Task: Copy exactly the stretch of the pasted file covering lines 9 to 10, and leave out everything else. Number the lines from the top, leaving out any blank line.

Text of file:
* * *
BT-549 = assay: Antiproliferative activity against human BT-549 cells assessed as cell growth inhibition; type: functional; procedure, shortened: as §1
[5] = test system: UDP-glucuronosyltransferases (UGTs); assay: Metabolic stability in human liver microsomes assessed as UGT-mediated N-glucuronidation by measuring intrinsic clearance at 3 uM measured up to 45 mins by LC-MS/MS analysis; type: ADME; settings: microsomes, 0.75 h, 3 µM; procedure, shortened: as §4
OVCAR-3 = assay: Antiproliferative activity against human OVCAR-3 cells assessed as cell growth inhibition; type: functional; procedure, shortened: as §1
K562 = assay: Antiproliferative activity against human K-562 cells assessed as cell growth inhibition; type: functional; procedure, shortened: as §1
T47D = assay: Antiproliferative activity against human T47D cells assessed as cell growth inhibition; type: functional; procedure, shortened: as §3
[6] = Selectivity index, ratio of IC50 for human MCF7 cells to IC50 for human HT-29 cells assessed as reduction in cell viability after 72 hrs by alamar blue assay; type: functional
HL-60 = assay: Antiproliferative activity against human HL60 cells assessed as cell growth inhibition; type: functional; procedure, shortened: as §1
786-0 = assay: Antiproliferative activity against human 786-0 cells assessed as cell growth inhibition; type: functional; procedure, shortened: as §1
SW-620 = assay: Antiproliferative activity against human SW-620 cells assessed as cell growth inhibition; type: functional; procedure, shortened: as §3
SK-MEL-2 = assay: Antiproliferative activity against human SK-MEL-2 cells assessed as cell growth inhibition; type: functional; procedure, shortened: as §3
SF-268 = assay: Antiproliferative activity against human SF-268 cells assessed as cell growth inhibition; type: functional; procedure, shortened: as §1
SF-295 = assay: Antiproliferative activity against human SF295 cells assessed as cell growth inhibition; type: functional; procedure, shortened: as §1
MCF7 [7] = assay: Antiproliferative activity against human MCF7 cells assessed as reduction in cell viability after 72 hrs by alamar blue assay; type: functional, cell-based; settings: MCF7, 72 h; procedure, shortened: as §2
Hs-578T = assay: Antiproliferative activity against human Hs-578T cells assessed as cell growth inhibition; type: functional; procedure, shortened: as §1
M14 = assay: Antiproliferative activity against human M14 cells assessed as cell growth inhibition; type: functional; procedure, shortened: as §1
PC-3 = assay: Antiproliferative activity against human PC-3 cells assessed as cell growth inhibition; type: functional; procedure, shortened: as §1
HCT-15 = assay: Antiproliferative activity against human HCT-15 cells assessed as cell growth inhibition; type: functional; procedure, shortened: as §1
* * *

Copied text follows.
SW-620 = assay: Antiproliferative activity against human SW-620 cells assessed as cell growth inhibition; type: functional; procedure, shortened: as §3
SK-MEL-2 = assay: Antiproliferative activity against human SK-MEL-2 cells assessed as cell growth inhibition; type: functional; procedure, shortened: as §3